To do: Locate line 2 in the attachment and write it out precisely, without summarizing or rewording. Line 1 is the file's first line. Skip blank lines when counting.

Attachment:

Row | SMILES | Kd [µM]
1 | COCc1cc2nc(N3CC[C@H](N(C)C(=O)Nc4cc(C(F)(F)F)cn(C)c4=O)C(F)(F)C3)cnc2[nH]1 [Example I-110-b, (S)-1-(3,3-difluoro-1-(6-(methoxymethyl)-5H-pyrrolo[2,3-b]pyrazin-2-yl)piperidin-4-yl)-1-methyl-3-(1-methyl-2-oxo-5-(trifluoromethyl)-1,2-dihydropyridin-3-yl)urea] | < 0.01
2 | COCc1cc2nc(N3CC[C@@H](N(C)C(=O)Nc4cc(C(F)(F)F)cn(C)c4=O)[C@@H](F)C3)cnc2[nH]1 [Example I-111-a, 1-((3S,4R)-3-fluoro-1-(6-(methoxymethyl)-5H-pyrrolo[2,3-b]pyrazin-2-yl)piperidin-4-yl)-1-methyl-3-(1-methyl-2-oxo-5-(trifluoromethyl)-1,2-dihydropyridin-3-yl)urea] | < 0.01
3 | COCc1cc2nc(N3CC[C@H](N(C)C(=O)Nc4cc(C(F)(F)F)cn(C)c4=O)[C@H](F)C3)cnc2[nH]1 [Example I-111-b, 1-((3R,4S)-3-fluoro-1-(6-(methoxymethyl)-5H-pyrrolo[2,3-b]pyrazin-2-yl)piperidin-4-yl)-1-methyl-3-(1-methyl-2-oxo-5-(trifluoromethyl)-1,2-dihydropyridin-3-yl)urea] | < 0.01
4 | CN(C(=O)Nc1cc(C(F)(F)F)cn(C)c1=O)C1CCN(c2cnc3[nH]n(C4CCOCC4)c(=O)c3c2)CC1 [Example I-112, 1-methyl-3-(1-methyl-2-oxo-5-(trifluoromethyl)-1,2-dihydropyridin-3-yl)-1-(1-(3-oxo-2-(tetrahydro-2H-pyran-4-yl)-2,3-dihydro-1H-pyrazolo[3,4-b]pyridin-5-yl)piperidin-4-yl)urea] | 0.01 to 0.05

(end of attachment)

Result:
1 | COCc1cc2nc(N3CC[C@H](N(C)C(=O)Nc4cc(C(F)(F)F)cn(C)c4=O)C(F)(F)C3)cnc2[nH]1 [Example I-110-b, (S)-1-(3,3-difluoro-1-(6-(methoxymethyl)-5H-pyrrolo[2,3-b]pyrazin-2-yl)piperidin-4-yl)-1-methyl-3-(1-methyl-2-oxo-5-(trifluoromethyl)-1,2-dihydropyridin-3-yl)urea] | < 0.01